London Philharmonic releases Tippett’s The Midsummer Marriage conducted by Edward Gardner.

4 of 5 stars

The Midsummer Marriage – Opera in three Acts to a libretto by the composer

Mark – Robert Murray
Jenifer – Rachel Nicholls
King Fisher – Ashley Riches
Bella – Jennifer France
Jack – Toby Spence
Sosostris – Claire Barnett-Jones
She-Ancient – Susan Bickley
He-Ancient – Joshua Bloom

London Philharmonic Choir
English National Opera Chorus
London Philharmonic Orchestra
Edward Gardner

Recorded live by BBC Radio 3 on 25 September 2021 at the Southbank Centre’s Royal Festival Hall 

Reviewed by: David Gutman

Reviewed: September 2022
CD No: LPO-0124 [3 CDs]
Duration: 2 hours 38 minutes

It was Edward Gardner’s daring idea to open his London Philharmonic tenure with a concert performance of Tippett’s magnum opus and by and large the decision has paid off. Notwithstanding the interventions of COVID, some unintended changes of cast and remedial choral stiffening, the performance was well received in the hall on the night, in the press, and now, one year later, on disc.

Which is not to claim any stupendous revelations. The crucial advance on 1955’s original run of performances under John Pritchard, preserved on a variety of bootlegs by virtue of the participation of the young Joan Sutherland as Jenifer, came in 1968 with Colin Davis’s Covent Garden revival and the associated studio recording (1970). This was last sighted on two Lyrita CDs [SRCD2217]. David Atherton’s 1980s Thames TV broadcast with Philip Langridge, David Wilson-Johnson et al has not resurfaced so far as I am aware. The LPO set involves three sound carriers which makes for a sensible division of the action while necessitating a hefty price tag. You do get a heartfelt essay from the conductor himself, notes by Oliver Soden and a full libretto, the supposed deficiencies of which continue to provoke column inches. Time will tell whether Britten’s essentially repressive realism retains its lead in the world’s opera houses. The point being that Tippett’s narrative, a Jungian take on The Magic Flute (timeless but also ‘dated’ on arrival as Soden explains), serves to trigger euphoric musical invention rather than straitjacketing its every move. The orchestra is the opera’s life force. Traditional cuts do not prevent a regrettable dip in tension following the elimination of the capitalist villain of the piece. Still, Gardner’s LPO is on magnificent form, conveying a joyousness born of dark times, the vigour almost desperate. The sound is less dry, better balanced and more luminous than it was from my stalls seat.

Whether by accident or design Gardner was left with a line-up in which minor characters outshine the principals. The down-to-earth Papageno/Papagena pairing of Jack (Toby Spence) and Bella (Jennifer France) is a conspicuous triumph. Spence, for most listeners the most familiar and trusted name in the cast, is well matched with a relative newcomer, winner of the Critics’ Circle Emerging Talent Award in 2018. Now that Tippett’s well-intentioned text risks coming across as patronising, the soprano’s ‘make-up’ aria needs must be played with inverted commas, and throughout Act Two there is enough humour and irony in the relationship for it to be re-interpreted in line with the proclivities of the day. Equally strong in their limited appearances are the mysterious Ancients, incarnated by Susan Bickley and Joshua Bloom.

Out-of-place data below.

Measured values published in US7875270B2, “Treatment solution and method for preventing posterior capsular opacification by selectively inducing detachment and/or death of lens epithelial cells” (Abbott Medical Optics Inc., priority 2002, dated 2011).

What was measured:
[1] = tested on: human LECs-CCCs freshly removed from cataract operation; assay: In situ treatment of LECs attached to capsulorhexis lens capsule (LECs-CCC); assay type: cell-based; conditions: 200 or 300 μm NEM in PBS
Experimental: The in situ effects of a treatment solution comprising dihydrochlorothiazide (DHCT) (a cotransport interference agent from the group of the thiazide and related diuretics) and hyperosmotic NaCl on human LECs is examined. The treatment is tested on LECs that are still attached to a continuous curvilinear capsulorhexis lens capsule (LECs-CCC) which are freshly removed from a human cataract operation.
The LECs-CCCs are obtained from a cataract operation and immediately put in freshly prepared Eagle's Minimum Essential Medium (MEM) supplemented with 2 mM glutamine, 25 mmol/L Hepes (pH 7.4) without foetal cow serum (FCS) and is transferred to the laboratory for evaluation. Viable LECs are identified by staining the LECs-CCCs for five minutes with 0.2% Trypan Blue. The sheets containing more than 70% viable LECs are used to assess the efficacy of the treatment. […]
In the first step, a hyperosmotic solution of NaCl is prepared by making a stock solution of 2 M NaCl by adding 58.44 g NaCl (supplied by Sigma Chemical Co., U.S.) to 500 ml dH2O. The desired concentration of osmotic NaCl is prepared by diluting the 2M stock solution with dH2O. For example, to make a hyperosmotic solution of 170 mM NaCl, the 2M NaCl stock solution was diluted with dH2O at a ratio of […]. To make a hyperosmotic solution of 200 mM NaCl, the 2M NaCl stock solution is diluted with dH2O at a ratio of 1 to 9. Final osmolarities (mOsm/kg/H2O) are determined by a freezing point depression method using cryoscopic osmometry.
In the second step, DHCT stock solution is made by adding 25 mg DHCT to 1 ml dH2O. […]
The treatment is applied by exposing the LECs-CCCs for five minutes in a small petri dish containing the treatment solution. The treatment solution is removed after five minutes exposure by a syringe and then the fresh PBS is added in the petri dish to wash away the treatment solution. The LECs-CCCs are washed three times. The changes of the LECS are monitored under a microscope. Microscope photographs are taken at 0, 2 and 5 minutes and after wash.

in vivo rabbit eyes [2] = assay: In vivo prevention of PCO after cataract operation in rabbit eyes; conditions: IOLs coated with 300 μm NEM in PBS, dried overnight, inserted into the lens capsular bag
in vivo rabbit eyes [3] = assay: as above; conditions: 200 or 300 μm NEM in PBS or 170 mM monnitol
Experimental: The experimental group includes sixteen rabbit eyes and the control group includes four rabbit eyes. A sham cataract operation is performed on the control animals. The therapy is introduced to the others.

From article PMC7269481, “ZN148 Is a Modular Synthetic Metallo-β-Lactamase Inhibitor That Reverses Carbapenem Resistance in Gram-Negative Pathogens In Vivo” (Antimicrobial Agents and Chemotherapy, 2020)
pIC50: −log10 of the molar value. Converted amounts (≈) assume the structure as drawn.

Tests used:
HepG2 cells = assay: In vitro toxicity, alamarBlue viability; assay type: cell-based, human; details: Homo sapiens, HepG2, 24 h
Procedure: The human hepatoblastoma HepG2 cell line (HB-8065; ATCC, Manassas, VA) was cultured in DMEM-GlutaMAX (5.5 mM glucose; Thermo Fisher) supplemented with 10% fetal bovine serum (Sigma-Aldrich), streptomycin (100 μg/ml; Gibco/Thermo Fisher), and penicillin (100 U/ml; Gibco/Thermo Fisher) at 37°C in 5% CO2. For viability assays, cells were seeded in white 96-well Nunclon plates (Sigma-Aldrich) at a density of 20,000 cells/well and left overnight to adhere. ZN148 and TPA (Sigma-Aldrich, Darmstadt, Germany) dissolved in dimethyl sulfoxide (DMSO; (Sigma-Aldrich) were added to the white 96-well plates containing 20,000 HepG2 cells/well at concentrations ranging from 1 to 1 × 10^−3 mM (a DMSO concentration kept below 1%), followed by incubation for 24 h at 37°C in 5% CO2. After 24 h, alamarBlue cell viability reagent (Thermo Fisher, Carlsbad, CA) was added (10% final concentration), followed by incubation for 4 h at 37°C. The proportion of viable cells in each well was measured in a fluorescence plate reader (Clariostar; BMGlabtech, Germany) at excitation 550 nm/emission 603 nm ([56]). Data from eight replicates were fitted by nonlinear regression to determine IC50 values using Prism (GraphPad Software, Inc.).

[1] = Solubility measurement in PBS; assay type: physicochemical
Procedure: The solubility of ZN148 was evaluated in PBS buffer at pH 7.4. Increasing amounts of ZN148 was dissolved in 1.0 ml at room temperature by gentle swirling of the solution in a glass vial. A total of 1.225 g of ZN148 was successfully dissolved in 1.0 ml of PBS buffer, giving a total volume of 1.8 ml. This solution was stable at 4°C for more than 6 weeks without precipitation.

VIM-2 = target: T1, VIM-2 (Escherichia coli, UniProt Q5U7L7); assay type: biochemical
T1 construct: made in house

The bigger parts are paler. The King Fisher of Ashley Riches and the Sosostris of Claire Barnett-Jones, both decently sung, boast no great weight of sonority, let alone the depth of character and experience projected by Raimund Herincx and Helen Watts for Davis. Not always helped by the microphone placement, Riches sounds more like Jenifer’s brother than her dangerous, big businessman father. Had Felicity Palmer been able to play the role of the clairvoyant as originally announced, the balance of the entire show would doubtless have shifted in quite another direction. As the nearest thing to a male lead Robert Murray’s Mark is again more of a cipher than Alberto Remedios for Davis, enunciating the text with impressive clarity, occasional strain and not much heft. Rachel Nicholls, a budding Wagnerian with some tendency to squalliness, does her best with the impossibilist writing for the heroine. If Murray seems timbrally too lyrical, Nicholls is perhaps not lyrical enough! Both were less audible in the hall than they are now. Perhaps it is part of the game plan that the iridescent ‘Ritual Dances’ should emerge as more central than ever. No semi-staged clumping about on this occasion to mar their impact as pure music.

How to sum up? With choral singing mostly as burnished as the orchestral playing, this is a valuable supplement to (if by no means a replacement for) the classic Covent Garden version. The composer felt it his role to provide “images of abounding, generous, exuberant beauty” for “an age of mediocrity and shattered dreams.” Take that seriously and for all its superficial dottiness The Midsummer Marriage feels more ‘relevant’ than ever against the backdrop of the Conservative Party’s Autumn Conference.

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